A team of researchers at Harvard and in London has created a model of bank failure aimed at helping economies avoid crashes. Their work highlights a fundamental dilemma for regulators: Improving the safety of individual banks may make the financial system as a whole more dangerous.
Gita Gopinath, Harvard’s newest tenured professor of economics, uses complex mathematics to model the financial world, but she also hunts for clues in real-world data.
Economist Marc Melitz improves models of international trade by viewing broad trends in tandem with the behavior of individual corporations.
Financial reforms just enacted, said FDIC chair Sheila Bair, will put risk where it belongs, and usher in a new era of stability, efficiency, and consumer protection.
In a two-day conference a group of Harvard scholars joined leaders in the private and public sectors to explore gender gaps in societal, political, and economic realms, as well as the means of developing policy, corporate practices, and leadership strategies to foster gender diversity.
The World Economic Forum came to Harvard in an effort to engage the academic community, particularly its students, in the pressing issues of the day, from the international monetary system to trade to the population explosion.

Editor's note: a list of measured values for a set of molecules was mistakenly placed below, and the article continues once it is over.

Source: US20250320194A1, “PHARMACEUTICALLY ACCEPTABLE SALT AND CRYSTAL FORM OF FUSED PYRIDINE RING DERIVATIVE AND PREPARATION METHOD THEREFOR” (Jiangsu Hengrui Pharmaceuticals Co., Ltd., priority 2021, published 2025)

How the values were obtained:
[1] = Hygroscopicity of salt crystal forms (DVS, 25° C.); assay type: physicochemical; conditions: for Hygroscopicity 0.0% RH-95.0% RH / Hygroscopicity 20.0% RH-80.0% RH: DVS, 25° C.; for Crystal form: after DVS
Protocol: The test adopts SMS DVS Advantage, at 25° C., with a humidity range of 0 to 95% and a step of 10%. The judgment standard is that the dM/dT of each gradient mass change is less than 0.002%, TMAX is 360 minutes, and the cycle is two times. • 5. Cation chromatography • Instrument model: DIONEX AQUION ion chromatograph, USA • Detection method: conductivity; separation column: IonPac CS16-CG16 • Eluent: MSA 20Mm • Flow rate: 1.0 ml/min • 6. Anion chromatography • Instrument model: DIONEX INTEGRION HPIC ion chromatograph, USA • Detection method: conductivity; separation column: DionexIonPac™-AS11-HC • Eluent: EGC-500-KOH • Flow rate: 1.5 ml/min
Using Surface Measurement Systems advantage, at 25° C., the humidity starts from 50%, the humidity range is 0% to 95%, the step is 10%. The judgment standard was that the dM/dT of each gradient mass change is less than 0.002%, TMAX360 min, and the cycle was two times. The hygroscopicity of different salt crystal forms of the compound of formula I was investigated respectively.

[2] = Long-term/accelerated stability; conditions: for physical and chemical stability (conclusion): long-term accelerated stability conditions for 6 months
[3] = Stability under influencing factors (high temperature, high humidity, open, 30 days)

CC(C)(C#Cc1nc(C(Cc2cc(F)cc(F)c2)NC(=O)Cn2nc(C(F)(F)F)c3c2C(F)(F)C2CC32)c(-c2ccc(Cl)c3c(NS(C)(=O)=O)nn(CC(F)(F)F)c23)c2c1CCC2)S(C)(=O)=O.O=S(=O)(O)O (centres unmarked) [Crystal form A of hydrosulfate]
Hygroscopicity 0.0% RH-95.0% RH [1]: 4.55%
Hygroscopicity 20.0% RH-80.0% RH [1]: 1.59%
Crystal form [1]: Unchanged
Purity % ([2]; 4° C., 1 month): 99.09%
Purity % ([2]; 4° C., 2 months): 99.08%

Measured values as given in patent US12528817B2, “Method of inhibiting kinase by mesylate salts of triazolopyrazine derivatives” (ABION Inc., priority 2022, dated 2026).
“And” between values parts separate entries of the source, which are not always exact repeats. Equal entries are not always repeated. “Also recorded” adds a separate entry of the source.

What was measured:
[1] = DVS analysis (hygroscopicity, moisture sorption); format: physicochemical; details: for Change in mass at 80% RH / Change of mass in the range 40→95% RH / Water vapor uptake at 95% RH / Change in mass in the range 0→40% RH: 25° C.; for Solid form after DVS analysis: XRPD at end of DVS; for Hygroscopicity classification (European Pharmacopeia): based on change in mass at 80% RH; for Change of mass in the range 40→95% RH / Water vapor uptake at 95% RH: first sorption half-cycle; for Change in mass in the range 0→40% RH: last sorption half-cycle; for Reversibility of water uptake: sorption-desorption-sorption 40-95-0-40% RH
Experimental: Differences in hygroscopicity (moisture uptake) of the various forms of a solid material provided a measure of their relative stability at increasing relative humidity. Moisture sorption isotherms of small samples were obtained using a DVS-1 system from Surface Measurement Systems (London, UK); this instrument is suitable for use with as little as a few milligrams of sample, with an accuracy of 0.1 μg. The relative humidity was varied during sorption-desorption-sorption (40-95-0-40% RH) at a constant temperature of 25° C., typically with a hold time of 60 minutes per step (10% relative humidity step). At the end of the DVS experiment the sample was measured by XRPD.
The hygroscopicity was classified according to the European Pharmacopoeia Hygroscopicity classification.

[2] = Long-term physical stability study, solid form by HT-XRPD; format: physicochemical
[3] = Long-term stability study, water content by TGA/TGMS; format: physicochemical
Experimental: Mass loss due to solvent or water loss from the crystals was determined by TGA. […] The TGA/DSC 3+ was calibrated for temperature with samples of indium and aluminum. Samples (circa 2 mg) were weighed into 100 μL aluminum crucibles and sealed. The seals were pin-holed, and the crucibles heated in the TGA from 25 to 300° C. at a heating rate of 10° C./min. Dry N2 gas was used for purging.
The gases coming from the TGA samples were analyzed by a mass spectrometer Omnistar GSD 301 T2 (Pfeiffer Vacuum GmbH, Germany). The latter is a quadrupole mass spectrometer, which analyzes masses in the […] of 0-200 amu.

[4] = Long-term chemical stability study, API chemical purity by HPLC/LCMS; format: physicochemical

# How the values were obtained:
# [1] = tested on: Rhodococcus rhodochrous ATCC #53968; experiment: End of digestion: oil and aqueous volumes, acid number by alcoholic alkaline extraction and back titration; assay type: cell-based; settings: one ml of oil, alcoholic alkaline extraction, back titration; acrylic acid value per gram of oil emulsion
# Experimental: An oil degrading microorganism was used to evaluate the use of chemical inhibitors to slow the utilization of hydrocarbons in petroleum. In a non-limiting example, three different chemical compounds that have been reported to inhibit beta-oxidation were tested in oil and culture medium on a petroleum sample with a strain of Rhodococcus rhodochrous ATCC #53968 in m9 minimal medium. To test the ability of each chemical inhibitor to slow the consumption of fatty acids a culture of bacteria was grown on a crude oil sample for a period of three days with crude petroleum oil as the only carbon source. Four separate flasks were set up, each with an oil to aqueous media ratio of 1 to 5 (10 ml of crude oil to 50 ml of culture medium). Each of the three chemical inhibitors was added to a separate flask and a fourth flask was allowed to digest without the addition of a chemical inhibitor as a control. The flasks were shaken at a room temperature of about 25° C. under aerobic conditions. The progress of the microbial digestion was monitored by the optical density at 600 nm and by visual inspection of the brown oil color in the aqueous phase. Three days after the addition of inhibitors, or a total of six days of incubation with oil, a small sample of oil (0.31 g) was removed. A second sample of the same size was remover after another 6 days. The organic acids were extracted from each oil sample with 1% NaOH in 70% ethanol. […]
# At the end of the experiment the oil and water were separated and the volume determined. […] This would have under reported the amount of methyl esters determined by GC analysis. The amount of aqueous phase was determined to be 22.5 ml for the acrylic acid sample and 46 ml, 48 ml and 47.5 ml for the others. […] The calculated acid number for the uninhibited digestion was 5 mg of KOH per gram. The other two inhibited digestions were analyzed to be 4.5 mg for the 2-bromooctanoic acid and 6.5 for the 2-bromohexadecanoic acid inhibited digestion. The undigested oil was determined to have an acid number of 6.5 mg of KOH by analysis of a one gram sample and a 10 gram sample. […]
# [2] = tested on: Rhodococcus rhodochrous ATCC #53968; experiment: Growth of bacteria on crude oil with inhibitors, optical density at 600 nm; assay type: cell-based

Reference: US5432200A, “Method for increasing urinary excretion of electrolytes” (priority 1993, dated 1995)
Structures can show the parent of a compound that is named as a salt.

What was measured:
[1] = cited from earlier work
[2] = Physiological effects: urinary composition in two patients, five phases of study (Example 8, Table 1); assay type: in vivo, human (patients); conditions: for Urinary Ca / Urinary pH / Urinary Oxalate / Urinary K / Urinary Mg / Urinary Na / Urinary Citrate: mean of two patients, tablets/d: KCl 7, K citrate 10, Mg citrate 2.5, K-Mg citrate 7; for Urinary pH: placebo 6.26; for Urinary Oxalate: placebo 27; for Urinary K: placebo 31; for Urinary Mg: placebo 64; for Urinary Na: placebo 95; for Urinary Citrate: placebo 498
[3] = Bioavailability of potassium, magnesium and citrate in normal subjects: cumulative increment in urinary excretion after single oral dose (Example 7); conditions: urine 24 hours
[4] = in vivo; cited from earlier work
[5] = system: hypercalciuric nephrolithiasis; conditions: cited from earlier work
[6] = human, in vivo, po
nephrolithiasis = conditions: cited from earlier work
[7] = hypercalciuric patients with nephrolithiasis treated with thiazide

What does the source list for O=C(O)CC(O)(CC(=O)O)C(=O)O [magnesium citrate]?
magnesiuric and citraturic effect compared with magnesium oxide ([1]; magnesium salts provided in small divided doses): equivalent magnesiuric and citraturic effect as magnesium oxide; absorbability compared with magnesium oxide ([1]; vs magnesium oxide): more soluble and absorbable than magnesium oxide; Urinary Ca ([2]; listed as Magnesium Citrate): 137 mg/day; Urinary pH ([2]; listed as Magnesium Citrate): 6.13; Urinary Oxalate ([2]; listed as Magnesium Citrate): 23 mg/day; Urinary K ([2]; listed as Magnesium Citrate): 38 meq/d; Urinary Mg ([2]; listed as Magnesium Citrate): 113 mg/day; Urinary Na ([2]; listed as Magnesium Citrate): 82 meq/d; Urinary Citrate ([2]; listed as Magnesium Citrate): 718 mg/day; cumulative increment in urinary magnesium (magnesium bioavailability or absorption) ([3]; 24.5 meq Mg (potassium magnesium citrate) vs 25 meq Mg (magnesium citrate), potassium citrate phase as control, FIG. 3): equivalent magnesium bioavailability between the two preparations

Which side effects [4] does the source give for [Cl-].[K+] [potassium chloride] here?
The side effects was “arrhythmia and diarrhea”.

Harvard panel examines fiscal problems of the past two years, and what it will take to restore the economy to health.
Harvard authorities across many fields offer their ideas on how to get the nation’s lagging economy back on track.
Former British Prime Minister Gordon Brown’s prescription for a shaken world economy: Coordinate action, and write a global economic constitution that reflects morality while acknowledging business needs.
Study finds that bank foreclosures reduce a house’s price by an average of 27 percent, and nearby homes see their prices cut by an average of 1 percent.
In a panel discussion celebrating the Harvard Extension School’s centennial, three speakers discuss the moribund economy, offering advice that job seekers plunge ahead and reinvent themselves to prosper in the changed marketplace.
Economist Steven Levitt recalled his undergraduate time at Harvard and explored some of his new research during a discussion at the Radcliffe Institute for Advanced Study.
HKS researchers present new calculus for comparing poverty levels and changes over time, and between countries. The authors say the U.S. “war on poverty” produced significant gains in the 1990s compared with the ’80s.
Harvard Business School exhibit examines "Bubbles, Panics, and Crashes: A Century of Financial Crises, 1830s-1930s."
The Harvard Statistics Department marked the centennial birth year of one of its founding members, William Gemmell Cochran, with a symposium celebrating his landmark scholarship.
Former governor of New York and Harvard Law School alumnus Eliot Spitzer returned to campus to offer his perspective on the topic of institutional corruption.
The worst U.S. housing downturn in generations continues to grind on, finds a study released today (June 22) by the Joint Center for Housing Studies of Harvard University.